I give Sawyer credit for doing his homework. His explanation of legal procedures is accurate and his consideration of defense strategies is sound. As courtroom dramas go, this one is about average, but the alien angle gives it an offbeat appeal. Through Hask and other characters, Sawyer indulges in fairly astute commentary on a variety of social issues, including the American system of criminal justice, racism and xenophobia, and the causes of crime, while feeding the reader useful information about evolution and astronomy.

Sawyer has some fun with cameo appearances: Barbara Walters interviews Hask; O.J. Simpson prosecutor Marcia Clark walks through the courthouse; broadcast journalist Miles O'Brien interviews Calhoun; Steven Spielberg attends a reception for the Tosoks. His invented characters (both human and alien) aren't as fully formed as those in Calculating God; they seem like pencil sketches of real people. The novel is nonetheless worth reading for its engaging plot, one that should appeal to fans of science fiction and legal thrillers alike.
While mostly entertaining, I found this book rather contrived. I didn't enjoy the original OJ trial, and didn't enjoy the rehashing of it in "Illegal Alien" -- complete with a cameo from prosecutor Marcia Clark. Also, the writing style seemed somewhat immature, for lack of a better description. (There was an odd overuse of the name "Stephen J. Gould," for example.)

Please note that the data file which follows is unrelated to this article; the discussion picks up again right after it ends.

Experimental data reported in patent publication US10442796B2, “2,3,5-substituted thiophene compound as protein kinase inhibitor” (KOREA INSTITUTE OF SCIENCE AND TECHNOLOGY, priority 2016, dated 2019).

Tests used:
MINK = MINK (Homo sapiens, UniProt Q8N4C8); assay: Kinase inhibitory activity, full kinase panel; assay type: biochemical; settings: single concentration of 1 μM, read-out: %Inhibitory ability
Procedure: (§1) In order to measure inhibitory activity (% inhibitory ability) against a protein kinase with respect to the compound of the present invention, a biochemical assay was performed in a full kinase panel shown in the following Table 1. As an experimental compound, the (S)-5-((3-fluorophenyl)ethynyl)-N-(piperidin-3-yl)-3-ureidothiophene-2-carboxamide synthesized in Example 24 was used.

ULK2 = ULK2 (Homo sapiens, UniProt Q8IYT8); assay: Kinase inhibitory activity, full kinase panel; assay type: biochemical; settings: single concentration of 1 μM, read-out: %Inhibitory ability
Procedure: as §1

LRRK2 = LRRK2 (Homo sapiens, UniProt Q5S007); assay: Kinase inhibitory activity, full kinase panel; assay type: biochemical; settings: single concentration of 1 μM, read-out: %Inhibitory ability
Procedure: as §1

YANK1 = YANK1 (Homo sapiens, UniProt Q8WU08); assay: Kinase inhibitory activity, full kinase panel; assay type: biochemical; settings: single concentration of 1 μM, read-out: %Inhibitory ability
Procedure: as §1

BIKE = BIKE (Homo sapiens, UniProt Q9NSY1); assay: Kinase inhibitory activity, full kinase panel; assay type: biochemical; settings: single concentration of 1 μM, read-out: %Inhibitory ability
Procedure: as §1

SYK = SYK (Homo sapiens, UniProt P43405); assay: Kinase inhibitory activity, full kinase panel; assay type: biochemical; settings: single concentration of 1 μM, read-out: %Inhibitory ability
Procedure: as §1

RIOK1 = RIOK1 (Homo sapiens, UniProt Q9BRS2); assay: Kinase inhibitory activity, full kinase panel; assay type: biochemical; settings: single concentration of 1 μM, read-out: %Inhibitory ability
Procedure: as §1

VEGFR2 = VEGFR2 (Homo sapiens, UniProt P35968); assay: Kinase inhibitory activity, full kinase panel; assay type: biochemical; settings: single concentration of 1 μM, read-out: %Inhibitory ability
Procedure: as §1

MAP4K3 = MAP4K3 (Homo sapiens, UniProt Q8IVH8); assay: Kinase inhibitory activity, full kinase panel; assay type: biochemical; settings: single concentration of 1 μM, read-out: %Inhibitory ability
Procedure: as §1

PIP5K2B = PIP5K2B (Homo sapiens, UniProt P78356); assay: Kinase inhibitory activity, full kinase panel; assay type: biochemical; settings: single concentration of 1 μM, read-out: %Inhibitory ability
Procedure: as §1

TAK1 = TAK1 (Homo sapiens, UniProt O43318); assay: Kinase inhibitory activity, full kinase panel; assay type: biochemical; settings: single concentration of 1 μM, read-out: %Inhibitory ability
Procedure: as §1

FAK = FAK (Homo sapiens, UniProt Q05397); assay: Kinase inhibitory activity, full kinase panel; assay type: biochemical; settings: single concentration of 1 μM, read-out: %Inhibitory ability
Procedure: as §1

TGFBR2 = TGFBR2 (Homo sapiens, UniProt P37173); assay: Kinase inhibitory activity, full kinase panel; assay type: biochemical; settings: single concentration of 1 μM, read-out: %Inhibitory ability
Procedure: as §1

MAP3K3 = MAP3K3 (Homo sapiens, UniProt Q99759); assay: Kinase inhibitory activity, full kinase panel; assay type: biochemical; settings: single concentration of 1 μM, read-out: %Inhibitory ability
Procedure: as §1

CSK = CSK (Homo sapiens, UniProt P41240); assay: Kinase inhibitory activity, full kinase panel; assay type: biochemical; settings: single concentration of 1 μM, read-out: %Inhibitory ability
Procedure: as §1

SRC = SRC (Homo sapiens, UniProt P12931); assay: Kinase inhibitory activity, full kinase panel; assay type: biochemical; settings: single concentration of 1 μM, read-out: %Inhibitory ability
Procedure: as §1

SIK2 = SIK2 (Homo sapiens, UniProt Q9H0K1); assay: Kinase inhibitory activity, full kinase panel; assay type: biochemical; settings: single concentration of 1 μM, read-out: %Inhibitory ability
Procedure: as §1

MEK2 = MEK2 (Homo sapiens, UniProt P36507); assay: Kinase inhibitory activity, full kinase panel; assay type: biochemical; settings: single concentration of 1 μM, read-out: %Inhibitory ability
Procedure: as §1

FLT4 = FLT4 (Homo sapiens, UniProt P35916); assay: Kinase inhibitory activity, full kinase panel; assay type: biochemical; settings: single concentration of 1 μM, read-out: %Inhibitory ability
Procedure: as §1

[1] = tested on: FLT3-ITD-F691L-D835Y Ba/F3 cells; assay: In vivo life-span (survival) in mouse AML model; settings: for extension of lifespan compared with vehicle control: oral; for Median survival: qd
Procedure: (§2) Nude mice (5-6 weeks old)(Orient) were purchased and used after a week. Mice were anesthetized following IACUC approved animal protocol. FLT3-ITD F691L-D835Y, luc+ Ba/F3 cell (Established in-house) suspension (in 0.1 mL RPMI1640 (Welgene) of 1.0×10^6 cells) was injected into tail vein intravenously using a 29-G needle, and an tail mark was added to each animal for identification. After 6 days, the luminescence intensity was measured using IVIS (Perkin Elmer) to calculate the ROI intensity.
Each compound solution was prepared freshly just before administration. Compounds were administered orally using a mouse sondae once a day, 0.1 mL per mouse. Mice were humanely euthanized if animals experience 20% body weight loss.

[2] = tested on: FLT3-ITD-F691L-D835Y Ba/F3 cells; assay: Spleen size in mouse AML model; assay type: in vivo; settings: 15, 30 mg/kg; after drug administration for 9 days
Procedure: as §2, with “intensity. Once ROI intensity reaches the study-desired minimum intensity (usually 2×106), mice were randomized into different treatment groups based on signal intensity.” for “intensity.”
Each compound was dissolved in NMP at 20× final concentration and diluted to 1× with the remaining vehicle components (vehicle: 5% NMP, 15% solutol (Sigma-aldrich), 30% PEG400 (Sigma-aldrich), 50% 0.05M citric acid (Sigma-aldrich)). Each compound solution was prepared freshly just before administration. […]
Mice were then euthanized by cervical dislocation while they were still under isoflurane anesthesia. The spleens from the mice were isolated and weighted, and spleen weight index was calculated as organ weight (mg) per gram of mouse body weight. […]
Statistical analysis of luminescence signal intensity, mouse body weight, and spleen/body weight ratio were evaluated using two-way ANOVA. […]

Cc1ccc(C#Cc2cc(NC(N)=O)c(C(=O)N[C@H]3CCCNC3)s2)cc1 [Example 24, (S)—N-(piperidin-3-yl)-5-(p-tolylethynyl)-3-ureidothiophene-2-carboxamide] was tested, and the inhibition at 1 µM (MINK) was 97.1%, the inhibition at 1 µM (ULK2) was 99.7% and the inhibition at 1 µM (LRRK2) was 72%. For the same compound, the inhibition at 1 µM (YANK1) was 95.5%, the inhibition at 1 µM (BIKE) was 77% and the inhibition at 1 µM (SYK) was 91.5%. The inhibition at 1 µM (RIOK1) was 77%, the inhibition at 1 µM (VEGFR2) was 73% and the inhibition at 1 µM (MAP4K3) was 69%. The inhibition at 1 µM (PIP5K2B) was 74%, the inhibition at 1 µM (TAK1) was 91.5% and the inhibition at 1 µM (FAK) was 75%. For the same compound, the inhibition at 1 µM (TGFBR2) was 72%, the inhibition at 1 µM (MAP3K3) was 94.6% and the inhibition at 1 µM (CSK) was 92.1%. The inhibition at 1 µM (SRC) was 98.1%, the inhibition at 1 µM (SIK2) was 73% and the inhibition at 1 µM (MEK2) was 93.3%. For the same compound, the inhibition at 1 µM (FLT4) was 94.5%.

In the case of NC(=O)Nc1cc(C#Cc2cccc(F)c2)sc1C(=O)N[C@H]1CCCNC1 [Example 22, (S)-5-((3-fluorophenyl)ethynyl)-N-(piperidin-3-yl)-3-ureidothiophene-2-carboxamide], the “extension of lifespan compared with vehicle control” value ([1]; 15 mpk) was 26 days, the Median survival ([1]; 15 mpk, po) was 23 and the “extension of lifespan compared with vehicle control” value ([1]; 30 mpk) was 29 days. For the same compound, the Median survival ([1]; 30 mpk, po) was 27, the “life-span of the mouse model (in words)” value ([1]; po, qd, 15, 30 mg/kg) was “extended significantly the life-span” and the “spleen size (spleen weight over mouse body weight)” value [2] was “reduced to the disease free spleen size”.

I found the SF side of the book disappointing as well. The explanation of Tosok evolution is, scientifically, improbably at best. As this forms the basis for the entire story (is the reason the Tosoks came to Earth), I found the book to have a very low "believability factor."
These criticisms aside, I read the book quickly, and enjoyed it overall. Sawyer had some interesting ideas, especially the blending of genres, and I would be interested to read another crossover book like this one. (Without any reference--explicit or otherwise--to the OJ Simpson trial, please!) If you're thinking about buying this book, wait for the paperback edition.